NASA v. Nelson

EFF urged the United States Supreme Court to uphold an appeals court decision that blocks invasive and unnecessary background checks at the National Aeronautics and Space Administration (NASA) arguing that the over-collection of personal data puts employees' privacy at risk.

The case was originally filed by federal contract employees working at CalTech's Jet Propulsion Lab which houses NASA's robotic spacecraft laboratory. The workers were low-risk by NASA's own admission and did not work on classified projects. Yet the government instituted sweeping background checks including a requirement to list three references who were then questioned about the employees' general behavior. NASA said it needed the information to assess "suitability" for government employment and would check factors like "carnal knowledge " "homosexuality " "cohabitation " and "illegitimate children."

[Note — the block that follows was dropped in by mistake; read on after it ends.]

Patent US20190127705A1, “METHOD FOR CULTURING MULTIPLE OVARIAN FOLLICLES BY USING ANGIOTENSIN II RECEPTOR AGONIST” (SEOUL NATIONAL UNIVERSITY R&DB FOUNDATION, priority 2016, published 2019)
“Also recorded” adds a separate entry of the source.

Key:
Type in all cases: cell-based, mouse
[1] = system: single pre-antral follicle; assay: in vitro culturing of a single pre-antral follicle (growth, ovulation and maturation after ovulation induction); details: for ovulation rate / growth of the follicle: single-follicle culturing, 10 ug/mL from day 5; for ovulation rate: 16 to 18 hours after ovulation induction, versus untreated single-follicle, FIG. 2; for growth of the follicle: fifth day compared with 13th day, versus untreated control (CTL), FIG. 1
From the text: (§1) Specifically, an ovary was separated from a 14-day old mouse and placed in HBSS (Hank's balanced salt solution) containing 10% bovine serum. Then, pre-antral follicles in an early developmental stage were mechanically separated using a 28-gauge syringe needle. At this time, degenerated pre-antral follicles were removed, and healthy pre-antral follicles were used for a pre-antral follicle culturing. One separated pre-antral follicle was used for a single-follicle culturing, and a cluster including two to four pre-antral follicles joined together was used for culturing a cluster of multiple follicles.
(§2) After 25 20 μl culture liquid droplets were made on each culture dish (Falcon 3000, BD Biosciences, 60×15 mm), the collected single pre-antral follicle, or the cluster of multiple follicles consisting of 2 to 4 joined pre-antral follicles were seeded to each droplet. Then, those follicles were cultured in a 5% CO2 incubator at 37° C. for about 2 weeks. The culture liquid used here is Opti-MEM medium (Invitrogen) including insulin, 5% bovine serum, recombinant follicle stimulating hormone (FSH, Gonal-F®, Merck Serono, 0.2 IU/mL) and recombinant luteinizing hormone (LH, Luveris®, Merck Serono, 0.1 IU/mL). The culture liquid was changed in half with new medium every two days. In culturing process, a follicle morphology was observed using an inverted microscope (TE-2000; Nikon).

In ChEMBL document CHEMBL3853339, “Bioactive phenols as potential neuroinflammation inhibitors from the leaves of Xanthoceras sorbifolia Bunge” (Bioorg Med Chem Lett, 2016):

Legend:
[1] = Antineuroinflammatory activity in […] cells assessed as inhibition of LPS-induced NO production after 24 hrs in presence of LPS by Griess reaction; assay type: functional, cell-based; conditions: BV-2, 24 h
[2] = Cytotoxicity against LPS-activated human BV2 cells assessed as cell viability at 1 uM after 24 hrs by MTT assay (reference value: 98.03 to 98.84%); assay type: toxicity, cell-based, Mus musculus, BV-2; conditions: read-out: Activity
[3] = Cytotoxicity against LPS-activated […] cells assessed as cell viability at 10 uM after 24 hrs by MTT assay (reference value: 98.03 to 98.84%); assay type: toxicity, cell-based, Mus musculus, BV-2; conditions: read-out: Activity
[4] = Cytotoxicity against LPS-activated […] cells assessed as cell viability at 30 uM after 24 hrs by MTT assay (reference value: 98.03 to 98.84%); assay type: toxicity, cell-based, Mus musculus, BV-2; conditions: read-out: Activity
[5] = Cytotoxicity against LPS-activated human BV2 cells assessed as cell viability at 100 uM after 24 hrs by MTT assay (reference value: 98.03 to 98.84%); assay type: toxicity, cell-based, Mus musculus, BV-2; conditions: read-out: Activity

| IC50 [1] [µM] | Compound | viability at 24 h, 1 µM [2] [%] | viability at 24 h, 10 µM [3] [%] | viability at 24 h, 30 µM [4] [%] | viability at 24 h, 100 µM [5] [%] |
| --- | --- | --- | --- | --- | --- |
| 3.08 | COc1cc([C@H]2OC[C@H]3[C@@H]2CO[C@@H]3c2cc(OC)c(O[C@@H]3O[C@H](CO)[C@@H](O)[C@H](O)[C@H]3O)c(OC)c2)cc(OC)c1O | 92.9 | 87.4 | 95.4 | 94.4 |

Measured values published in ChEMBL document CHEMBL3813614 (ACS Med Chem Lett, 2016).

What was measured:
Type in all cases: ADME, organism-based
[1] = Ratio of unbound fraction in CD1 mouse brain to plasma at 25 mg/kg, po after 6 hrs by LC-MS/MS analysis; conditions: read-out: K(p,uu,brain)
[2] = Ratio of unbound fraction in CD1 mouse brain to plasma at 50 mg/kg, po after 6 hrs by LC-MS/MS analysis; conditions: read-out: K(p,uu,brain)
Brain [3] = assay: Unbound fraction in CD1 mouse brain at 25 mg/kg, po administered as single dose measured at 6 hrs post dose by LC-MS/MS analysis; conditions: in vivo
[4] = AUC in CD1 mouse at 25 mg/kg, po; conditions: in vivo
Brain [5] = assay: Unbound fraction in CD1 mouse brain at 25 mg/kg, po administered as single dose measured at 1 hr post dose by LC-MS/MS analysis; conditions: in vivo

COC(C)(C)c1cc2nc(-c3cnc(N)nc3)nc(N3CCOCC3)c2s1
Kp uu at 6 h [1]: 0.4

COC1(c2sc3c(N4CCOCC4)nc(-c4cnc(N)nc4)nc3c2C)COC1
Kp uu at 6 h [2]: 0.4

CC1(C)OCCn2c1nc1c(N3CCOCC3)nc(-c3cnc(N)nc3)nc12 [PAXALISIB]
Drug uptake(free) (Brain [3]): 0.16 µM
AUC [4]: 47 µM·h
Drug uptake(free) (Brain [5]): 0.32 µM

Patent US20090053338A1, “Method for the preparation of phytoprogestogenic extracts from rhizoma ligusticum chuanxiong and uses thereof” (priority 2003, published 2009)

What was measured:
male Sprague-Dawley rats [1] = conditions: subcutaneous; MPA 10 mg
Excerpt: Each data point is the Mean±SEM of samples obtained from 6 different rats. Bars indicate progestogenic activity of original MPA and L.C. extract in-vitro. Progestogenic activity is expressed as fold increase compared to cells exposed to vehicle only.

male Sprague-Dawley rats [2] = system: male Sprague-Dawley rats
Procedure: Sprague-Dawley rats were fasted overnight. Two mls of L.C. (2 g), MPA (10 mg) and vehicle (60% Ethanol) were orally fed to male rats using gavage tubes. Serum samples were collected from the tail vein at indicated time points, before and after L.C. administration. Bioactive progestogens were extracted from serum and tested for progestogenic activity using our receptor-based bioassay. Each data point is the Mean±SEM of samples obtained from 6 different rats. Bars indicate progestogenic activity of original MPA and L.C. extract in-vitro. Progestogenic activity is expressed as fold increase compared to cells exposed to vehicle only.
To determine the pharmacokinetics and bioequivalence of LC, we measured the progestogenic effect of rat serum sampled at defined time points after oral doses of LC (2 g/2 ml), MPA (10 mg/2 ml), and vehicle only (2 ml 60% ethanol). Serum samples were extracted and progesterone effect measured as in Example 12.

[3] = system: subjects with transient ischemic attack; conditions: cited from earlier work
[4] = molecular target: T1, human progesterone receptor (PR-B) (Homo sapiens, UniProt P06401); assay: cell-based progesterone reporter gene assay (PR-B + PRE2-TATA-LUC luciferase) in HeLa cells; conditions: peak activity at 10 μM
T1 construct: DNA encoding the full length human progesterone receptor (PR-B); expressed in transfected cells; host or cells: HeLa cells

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NSA Spying

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Volume 4.0 of Digital Citizen features a discussion on refugees and technology:

Dec 1 @ 3:19pm

Tech ★ Activism ★ Law

Dec 1 @ 2:51pm

South Africa's new proposed cybercrime law treats online offenses more seriously than those committed offline:

Dec 1 @ 2:26pm
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